Whose German?

The <i>ach/ich</i> alternation and related phenomena in &#8216;standard&#8217; and &#8216;colloquial&#8217;

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The author addresses a number of issues in German and general phonology, using a specific problem in German phonology (the <i>ach/ich</i> alternation) as a springboard. These issues include especially the naturalness, or lack thereof, of the prescriptive standard in German, and the importance of colloquial pronunciations, as well as historical and dialect evidence, for phonological analyses of the &#8220;standard&#8221; language. Other important topics include the phonetic and phonological status of German /r/, the phonetic and phonological representation of palatals, the status of loanwords in phonological description, and, especially as regards the latter, the usefulness of Optimality Theory in capturing phonological facts.The book addresses itself to scholars from the fields of German and Germanic linguistics, as well as those concerned more generally with theoretical phonology (whether Lexical or Optimal). It may even appeal to the ortho&#235;pists and lexicographers of modern German.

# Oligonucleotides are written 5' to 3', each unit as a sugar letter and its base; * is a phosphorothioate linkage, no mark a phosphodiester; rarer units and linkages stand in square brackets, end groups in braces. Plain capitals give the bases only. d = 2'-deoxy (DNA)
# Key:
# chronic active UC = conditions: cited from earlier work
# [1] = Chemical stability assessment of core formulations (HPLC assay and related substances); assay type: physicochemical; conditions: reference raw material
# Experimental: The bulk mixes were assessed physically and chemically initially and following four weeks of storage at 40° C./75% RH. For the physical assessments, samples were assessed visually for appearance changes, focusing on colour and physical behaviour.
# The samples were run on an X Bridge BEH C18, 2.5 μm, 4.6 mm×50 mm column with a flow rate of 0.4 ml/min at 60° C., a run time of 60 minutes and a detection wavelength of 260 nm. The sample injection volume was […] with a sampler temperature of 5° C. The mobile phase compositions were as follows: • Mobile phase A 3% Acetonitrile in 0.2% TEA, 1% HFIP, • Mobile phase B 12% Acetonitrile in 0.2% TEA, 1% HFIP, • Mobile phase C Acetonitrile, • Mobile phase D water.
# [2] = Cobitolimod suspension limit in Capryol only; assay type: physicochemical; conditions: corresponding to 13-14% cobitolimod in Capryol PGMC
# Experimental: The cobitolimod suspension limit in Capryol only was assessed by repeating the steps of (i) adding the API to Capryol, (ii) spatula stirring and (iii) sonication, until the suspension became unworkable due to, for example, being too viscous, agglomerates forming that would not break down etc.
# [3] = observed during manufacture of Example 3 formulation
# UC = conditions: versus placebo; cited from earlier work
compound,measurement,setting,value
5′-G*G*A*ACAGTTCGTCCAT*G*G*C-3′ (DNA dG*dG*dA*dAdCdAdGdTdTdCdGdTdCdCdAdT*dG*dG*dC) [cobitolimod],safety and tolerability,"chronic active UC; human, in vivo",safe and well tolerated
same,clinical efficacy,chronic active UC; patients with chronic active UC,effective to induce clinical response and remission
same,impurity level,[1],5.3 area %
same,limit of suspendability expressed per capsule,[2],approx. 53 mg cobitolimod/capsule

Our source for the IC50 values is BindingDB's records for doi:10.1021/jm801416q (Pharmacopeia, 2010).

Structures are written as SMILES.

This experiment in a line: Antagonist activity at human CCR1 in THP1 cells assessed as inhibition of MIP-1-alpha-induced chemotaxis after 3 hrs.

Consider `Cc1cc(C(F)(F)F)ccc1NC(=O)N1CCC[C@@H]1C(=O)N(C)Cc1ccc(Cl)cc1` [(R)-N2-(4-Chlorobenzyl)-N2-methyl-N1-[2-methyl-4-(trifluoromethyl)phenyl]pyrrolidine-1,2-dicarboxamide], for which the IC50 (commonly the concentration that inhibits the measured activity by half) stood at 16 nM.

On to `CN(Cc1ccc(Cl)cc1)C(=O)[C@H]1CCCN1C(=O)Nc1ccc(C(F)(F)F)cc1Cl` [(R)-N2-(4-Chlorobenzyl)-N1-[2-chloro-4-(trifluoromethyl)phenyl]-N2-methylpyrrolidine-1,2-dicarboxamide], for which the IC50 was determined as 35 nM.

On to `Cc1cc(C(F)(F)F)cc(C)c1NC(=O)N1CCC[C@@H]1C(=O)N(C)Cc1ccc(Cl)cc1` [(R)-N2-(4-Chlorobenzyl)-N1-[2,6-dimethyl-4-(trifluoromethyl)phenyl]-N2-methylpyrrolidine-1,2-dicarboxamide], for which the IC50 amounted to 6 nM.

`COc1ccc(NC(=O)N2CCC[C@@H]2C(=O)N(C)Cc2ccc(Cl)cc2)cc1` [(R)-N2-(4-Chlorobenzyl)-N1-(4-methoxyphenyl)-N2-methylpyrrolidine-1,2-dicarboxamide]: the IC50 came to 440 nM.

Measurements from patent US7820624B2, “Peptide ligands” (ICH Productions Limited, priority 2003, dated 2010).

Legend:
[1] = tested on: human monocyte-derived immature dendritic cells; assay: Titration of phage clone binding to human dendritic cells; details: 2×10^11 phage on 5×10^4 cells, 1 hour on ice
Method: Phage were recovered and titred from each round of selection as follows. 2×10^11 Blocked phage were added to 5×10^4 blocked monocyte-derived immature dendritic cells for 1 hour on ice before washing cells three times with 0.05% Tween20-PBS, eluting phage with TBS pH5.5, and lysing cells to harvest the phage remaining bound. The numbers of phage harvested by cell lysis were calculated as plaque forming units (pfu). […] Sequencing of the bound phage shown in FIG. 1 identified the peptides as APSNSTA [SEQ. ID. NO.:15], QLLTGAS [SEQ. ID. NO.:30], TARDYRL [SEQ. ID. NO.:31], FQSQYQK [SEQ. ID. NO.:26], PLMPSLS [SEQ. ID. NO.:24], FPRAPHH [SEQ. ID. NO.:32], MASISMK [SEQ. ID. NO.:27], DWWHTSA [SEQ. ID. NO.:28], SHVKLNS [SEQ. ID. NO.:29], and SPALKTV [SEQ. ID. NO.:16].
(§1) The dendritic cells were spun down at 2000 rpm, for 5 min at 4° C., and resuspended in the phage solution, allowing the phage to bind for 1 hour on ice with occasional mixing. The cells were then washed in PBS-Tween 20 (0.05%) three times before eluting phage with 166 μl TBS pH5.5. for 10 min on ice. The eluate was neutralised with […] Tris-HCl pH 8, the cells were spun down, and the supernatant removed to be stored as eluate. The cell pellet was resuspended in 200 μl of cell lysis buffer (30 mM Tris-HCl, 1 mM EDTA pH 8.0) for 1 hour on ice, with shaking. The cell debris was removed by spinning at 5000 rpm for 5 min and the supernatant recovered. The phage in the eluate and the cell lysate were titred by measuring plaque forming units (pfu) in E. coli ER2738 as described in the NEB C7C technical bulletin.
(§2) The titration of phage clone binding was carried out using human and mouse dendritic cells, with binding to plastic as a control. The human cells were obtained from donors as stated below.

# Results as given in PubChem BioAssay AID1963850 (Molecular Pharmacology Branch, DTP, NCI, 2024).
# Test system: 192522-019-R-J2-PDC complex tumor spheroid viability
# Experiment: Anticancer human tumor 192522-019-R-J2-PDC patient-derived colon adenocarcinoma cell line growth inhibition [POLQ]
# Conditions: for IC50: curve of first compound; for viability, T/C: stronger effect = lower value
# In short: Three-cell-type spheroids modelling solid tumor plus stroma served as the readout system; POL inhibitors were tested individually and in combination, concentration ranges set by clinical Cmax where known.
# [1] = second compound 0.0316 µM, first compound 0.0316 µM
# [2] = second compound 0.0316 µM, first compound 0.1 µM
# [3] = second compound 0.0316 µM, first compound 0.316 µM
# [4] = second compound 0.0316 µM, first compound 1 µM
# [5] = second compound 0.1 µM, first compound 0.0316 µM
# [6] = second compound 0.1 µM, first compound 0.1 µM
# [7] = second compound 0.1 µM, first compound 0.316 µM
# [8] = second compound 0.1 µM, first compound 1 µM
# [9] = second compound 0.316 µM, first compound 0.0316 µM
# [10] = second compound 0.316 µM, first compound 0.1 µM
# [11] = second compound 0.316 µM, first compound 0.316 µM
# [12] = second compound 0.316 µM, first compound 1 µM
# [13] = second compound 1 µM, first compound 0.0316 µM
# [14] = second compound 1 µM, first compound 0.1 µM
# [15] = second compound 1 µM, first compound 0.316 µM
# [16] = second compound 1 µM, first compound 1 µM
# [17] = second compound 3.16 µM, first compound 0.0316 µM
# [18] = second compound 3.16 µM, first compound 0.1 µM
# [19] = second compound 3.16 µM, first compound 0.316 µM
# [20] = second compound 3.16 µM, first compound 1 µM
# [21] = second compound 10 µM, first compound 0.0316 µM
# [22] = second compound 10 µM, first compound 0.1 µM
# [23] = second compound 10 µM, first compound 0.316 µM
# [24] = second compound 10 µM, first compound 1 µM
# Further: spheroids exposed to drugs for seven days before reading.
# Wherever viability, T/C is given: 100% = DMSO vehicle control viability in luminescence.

Subjects: Sociolinguistics and Dialectology; Phonology; Historical linguistics; Germanic linguistics

  • Affiliations: 1: Stanford University

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